The original castle at Stolzenfels was built as a fortification by the Prince-Bishop of Trier, then Arnold II. von Isenburg (de). Finished in 1259, Stolzenfels was used to protect the toll station on the Rhine, where the ships, at the time the main means of transportation for goods, had to stop and pay toll.
Over the years it was extended several times (notably in the 14th century), occupied by French and Swedish troops in the Thirty Years' War and finally, in 1689, destroyed by the French during the Nine Years' War. In 1802, the castle became the property of the city of Koblenz.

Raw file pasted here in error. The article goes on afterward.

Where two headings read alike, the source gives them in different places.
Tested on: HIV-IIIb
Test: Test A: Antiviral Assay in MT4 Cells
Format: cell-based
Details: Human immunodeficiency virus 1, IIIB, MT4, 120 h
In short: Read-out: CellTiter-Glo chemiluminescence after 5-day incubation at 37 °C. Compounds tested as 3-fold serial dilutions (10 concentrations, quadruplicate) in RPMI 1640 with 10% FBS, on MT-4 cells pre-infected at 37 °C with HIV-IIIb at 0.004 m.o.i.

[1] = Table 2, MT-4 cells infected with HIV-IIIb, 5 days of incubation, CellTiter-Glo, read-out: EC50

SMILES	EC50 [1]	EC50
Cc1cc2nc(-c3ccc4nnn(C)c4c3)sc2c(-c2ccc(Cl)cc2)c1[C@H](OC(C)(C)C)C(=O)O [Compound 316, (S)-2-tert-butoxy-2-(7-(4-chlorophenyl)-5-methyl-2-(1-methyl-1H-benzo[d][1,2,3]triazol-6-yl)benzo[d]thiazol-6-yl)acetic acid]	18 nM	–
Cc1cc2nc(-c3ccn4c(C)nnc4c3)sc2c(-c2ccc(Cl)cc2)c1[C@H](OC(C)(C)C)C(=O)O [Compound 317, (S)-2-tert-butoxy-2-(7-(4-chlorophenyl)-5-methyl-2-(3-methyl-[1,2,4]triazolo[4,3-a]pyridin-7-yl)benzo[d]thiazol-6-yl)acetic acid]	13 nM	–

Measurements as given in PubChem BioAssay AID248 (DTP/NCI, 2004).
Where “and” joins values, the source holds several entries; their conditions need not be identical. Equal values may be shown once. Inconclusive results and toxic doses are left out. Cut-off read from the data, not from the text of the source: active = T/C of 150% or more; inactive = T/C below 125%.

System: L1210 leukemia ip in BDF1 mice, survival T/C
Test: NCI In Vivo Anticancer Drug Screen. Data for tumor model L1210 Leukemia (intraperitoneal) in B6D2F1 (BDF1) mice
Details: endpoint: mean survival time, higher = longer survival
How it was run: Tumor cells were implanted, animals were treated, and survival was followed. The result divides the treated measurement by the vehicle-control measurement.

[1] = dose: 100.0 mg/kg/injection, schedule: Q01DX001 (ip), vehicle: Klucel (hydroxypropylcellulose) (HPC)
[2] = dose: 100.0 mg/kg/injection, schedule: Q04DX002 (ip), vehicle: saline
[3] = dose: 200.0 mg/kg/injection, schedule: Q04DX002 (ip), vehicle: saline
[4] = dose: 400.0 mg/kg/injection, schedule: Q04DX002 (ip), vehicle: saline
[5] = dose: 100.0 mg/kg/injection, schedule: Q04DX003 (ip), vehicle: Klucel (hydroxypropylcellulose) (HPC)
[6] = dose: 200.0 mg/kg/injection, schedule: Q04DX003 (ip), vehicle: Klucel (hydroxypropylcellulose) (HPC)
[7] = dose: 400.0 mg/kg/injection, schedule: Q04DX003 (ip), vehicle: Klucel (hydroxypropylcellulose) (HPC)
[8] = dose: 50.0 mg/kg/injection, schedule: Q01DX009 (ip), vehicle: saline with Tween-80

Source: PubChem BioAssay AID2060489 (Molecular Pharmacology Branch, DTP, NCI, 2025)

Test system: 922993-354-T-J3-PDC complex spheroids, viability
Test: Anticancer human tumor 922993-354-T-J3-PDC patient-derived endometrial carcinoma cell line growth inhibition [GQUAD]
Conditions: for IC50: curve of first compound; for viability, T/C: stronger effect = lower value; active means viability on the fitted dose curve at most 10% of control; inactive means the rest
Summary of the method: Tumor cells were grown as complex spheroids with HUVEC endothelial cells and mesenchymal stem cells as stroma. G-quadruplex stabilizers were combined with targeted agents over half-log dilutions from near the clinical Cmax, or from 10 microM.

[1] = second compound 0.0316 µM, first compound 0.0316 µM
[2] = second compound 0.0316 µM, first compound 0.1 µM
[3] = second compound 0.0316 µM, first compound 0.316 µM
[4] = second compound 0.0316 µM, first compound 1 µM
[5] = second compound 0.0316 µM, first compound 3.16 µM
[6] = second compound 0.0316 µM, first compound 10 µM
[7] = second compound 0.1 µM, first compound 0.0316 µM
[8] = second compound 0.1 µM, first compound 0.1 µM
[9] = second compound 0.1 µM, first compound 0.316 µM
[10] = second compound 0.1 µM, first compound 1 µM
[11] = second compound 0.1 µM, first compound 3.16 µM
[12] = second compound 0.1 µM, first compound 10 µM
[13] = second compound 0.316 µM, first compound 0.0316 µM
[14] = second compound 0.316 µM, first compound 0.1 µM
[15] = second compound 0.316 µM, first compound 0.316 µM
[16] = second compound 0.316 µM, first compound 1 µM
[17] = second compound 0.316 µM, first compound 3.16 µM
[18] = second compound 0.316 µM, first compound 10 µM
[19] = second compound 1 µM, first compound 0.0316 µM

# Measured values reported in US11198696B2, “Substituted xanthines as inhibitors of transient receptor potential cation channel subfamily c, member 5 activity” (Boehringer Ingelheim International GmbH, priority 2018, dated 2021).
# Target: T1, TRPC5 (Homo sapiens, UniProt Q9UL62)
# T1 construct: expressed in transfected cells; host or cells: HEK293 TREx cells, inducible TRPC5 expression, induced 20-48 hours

In 1823, the ruined castle was given as a gift to Prussian Crownprince Frederick William IV of Prussia by the city of Koblenz. In 1822, the Rhineland had become a province of Prussia. Frederick William had travelled along the Rhine in 1815, the year when the Congress of Vienna awarded several Princedoms in the area to Prussia, and had been fascinated by the beauty, romance and history of the region. In the spirit of Romanticism, Frederick William now had the castle rebuilt as a Gothic Revival palace. By 1842, the main buildings and the gardens were finished. On 14 September of that year, Frederick Wiliam, since 1840 King of Prussia, inaugurated his new summer residence in a great celebration involving medieval costumes.